Movies

Toy Story 4 Releases First Full-Length Trailer. "You've got a friend in me" is how the old song goes. While it's been over two decades since fans first heard the time-honored tune, Woody, Buzz Lightyear and the gang proved its message still holds true in the new Toy Story 4 trailer. Disney's Pixar released a sneak peek for the new film on Tuesday. The new trailer opens up with everyone's favorite sheriff introducing the crew to Forky -- a utensil-turned-toy created by their new owner Bonnie. "Forky is the most important toy to Bonnie right now," Woody explains. "We all have to make sure nothing happens to him." However, Forky doesn't seem up for living life as a toy and things take a turn during a road trip. As Woody comes to the rescue, and comes across old friends like Bo Peep and new friends like carnival toys Ducky and Bunny, he starts to reevaluate this own life as a toy. "Sometimes change can be good," Bo Peep says in the trailer. Do Forky and Woody make it back to Bonnie? Does Buzz Lightyear help his friend? Fans will just have to wait until this summer to find out. One thing is for sure: The movie looks like it will be pretty emotional. "On the road of life, there are old friends, new friends and stories that change you," the trailer reads. The movie hits theaters June 21. (Eonline)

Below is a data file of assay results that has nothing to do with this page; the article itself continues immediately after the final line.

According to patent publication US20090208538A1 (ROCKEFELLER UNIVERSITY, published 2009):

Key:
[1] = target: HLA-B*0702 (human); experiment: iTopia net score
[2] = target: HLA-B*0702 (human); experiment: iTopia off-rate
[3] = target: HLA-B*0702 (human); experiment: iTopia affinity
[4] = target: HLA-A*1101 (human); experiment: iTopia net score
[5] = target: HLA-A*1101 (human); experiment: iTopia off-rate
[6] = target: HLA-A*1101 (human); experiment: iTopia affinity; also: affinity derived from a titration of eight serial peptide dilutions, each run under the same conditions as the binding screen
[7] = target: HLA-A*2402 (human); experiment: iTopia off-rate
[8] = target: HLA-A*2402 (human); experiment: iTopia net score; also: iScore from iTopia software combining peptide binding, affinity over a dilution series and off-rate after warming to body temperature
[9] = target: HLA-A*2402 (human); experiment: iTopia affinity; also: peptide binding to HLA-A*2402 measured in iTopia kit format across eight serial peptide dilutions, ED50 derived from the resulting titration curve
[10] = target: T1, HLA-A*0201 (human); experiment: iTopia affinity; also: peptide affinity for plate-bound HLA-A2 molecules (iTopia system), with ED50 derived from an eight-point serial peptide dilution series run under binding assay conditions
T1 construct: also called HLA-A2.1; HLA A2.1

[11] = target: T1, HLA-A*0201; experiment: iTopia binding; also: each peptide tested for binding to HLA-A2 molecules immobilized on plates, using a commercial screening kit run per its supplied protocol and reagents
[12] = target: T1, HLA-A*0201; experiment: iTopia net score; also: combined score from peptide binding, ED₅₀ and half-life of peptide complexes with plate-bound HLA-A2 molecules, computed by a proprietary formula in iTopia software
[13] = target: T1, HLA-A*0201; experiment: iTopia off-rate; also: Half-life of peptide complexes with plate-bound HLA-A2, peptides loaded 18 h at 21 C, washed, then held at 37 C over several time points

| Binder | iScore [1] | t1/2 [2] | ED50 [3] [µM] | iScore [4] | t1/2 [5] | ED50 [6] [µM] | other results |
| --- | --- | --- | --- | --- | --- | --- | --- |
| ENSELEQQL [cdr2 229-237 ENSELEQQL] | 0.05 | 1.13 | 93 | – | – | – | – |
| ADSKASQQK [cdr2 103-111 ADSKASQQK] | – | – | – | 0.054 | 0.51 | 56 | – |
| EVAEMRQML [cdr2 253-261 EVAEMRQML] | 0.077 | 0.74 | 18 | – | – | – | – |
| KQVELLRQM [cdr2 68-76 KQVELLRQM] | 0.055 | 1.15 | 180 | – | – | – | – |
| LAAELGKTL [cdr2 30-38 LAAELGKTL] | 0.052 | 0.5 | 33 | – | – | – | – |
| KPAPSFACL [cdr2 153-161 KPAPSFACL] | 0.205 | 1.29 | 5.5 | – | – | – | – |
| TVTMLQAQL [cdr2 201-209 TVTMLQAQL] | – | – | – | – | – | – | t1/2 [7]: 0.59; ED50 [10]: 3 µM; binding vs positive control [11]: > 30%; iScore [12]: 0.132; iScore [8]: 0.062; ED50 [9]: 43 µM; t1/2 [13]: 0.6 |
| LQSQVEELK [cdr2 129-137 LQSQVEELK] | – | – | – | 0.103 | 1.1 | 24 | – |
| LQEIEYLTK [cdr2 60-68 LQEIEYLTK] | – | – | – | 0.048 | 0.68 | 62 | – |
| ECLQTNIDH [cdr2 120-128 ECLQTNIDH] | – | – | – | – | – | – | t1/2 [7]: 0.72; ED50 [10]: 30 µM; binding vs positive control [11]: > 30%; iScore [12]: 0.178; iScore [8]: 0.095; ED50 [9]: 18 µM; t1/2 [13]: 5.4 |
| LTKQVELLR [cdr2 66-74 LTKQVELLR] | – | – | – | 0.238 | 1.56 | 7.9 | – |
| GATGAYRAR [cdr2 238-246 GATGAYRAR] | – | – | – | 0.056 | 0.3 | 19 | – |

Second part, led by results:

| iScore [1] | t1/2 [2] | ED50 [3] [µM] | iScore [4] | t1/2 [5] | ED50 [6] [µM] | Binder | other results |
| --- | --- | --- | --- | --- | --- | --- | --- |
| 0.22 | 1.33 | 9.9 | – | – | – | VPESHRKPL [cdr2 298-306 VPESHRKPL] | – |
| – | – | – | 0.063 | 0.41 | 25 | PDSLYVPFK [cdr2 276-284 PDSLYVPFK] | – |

Bird Box author confirms sequel is on the way, shares first details. Here's your next Bird Box challenge: Wait six months for a sequel. Author Josh Malerman (whose new novel Inspection published this week) confirmed in an interview with Esquire on Monday that he will publish his next post-apocalyptic "Bird Box novel" on Oct. 1. And rather than focus on a new set of characters, judging by the title, Malorie, this follow-up will center even more squarely on the first book's main character (played in the film by Sandra Bullock). Malerman said as much in his interview with Esquire, explaining that it was actually watching Netflix's film adaptation from last year which convinced him to revisit the character. "I wanted to get to know [Malorie] even better. At the end of the movie, I turned to my girl Allison and said, 'I want to know what happens next!' and she's like, 'Well, you know, you could make that happen,' so it really was this warm feeling." Of course, Malerman introduced plenty of intriguing characters in the original Bird Box, and knows some fans are clamoring for details on those in Malorie's orbit. "In the time between Bird Box coming out and the time since I've been writing Malorie, I've been asked a ton of times: people want to know what happened with Boy and Girl," he said to Esquire. "But as much as I care about Boy and Girl, this isn't their story. The Bird Box world is Malorie's story, and I wanted to know more about her." Bird Box, which originally published in 2014, debuted on Netflix just days before Christmas last year and emerged as one of its most popular movie originals to date. As to whether Malorie will capture (and terrorize) readers and viewers the same way, we'll have to wait until this fall to find out. (Entertainment Weekly)